Chris Tatum of the Hawaii Tourism Authority said during the committee meeting that the idea of traveling is not top of mind for many people.

Tatum cited a Destination Analysis survey that said perceptions of travel activities being unsafe are the highest they have been since the week of April 27. Also, 40.6 percent of American travelers said they won’t plan a leisure trip for 2020.

“People are still a little hesitant about traveling,” he said. “It will be a process and it will be a ramp up. When the time comes, the hotel industry will be ready. We just need to make sure we communicate the right message.”

Ige said state and county leaders still “believe in” the pretravel testing program and that they are making advances to find testing sites and partners, which will be announced leading up to the program’s launch.

The program will require that all travelers, including children of all ages, comply with the rules, according to a state news release. Travelers must pay for test costs. The test must be a nucleic acid amplification test, or NATT test, done at a federally certified lab. If test results aren’t available by arrival, the traveler will remain in quarantine until results are received and verified. No commercial testing will be offered at state airports.

In recent weeks Hawaii has seen an increase in COVID-19 case counts, which was anticipated once the state reopened its kamaaina economy, leaders said during the House committee meeting.

Most of the 86 additional cases recorded since Friday are in previous clusters associated with “community spread,” health officials said in the release. For example, a total of 44 cases are associated with a training activity at Hawaiian Airlines, in which a person infected during these meetings is linked to a cluster of 20 cases involving two Oahu gyms.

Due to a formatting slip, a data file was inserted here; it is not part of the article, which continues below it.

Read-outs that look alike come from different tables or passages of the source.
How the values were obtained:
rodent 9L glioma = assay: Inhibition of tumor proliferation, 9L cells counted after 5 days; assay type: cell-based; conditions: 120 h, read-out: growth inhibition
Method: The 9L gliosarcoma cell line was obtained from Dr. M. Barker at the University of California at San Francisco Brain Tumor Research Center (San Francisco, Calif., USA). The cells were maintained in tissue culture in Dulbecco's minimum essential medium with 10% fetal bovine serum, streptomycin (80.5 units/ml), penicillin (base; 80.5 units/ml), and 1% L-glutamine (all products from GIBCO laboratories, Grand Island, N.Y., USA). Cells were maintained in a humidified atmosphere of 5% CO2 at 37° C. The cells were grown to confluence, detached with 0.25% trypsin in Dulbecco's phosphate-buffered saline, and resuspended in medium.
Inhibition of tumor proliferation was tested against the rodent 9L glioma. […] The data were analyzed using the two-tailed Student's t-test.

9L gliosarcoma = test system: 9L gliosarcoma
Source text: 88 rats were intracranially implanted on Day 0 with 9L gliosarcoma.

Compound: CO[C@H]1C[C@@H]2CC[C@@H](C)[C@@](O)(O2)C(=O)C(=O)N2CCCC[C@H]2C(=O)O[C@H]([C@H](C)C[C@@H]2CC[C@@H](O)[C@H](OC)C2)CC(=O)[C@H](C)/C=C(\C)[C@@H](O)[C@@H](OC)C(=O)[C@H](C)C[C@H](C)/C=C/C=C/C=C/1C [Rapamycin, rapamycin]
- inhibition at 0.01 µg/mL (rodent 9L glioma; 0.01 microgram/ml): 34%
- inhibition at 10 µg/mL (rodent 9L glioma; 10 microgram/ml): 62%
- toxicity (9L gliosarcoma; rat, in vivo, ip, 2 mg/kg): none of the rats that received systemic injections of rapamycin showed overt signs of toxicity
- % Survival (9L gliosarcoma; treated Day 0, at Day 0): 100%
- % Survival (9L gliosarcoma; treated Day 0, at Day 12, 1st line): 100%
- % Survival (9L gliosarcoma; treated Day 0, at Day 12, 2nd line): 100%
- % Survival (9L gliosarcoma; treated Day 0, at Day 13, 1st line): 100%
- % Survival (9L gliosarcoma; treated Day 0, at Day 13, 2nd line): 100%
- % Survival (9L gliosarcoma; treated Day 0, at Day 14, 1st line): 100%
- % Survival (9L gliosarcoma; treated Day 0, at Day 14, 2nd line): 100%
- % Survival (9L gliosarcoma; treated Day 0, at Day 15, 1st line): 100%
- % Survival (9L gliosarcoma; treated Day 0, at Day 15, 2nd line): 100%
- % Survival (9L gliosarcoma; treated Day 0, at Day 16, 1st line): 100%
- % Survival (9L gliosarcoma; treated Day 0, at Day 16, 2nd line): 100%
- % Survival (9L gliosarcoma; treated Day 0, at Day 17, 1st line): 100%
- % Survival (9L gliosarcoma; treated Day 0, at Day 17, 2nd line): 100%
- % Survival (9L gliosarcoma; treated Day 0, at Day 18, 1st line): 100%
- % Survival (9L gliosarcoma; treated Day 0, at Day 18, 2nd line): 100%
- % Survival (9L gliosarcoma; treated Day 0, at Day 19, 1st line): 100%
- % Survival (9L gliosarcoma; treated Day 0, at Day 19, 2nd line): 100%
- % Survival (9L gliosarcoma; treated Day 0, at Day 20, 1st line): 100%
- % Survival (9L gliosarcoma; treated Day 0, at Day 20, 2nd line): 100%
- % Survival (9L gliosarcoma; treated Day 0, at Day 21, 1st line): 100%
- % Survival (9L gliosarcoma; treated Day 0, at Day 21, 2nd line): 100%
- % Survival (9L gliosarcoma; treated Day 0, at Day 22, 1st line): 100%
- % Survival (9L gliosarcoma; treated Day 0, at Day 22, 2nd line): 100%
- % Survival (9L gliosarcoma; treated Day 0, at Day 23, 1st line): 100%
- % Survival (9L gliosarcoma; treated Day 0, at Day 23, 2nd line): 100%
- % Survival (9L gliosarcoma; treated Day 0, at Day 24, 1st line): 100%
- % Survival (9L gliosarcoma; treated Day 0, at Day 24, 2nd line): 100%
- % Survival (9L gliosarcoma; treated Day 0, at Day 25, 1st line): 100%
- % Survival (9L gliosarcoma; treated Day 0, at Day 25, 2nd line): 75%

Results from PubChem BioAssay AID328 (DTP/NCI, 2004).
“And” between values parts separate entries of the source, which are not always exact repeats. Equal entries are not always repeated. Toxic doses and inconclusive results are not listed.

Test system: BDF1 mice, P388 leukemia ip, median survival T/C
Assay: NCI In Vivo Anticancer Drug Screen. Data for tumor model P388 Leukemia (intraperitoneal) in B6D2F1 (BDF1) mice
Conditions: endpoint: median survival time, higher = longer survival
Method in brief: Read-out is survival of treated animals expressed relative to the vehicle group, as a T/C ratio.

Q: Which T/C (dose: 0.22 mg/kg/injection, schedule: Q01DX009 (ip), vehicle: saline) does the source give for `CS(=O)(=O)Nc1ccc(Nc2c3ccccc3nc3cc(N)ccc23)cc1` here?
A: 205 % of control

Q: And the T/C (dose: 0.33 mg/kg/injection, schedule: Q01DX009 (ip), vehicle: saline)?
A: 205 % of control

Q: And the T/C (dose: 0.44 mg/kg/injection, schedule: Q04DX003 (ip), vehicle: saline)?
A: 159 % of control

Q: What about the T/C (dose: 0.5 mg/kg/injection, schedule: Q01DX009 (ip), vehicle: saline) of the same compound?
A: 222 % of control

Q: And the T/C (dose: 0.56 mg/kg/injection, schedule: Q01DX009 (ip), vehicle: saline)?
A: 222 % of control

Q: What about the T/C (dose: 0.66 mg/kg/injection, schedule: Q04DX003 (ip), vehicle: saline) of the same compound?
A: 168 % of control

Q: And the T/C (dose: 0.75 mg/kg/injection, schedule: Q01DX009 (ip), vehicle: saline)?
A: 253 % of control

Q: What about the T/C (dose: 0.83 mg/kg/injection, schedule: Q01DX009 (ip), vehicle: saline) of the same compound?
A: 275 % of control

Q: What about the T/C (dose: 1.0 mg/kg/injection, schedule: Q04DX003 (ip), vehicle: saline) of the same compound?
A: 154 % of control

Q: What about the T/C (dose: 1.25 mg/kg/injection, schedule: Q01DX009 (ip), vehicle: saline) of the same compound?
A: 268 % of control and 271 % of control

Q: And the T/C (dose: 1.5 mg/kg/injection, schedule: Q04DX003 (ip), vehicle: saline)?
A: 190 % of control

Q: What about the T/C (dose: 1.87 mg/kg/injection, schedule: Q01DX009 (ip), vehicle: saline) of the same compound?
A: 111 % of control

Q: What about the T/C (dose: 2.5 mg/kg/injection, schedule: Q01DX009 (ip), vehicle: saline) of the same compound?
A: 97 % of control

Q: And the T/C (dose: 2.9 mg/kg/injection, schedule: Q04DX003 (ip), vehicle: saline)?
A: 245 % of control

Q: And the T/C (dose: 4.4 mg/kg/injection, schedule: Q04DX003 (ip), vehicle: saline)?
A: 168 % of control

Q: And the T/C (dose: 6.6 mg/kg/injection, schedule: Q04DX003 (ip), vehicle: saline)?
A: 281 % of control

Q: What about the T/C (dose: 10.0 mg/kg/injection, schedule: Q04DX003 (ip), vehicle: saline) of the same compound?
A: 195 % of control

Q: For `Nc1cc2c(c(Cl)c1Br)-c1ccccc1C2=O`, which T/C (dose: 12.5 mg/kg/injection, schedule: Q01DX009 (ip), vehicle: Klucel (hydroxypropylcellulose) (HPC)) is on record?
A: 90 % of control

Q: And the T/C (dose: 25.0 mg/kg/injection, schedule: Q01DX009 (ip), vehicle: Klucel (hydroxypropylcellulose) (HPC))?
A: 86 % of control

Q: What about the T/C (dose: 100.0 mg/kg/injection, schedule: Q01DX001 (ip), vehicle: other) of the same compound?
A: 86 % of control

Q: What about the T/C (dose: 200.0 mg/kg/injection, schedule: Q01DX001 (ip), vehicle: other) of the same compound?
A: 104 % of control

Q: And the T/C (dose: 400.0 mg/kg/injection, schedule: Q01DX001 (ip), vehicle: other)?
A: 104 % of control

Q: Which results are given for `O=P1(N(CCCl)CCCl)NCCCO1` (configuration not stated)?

“This clearly shows how easily and quickly this virus can spread from person to person and from place to place when people are not practicing physical distancing, not wearing masks, not staying home when sick and possibly not washing their hands frequently and thoroughly,” state epidemiologist Dr. Sarah Park said in the release.

Saturday had 42 new cases, the highest single-day total since tracking began Feb. 28.

On Monday, state health officials reported that three more Hawaii residents had died recently as a result of COVID-19, bringing the state’s death toll to 22.

The state still has the lowest fatality rate in the nation, state Health Director Dr. Bruce Anderson said during the news conference Monday.

Recent deaths reported Monday by state health officials include a Kauai resident who died in Arizona on an unreported date after months of receiving treatment for underlying medical conditions; an Oahu female who had previously been a resident of a care home and died July 12; and an elderly Oahu man with underlying health conditions who died July 7.

The state tallied 23 new cases Monday, including 19 on Oahu, one on Hawaii island, one in Maui County and two residents diagnosed out of state.

Maui County currently has 12 active cases, all of which are in isolation. In April, the county had over 50 active cases, county officials said.

* Kehaulani Cerizo can be reached at kcerizo@mauinews.com.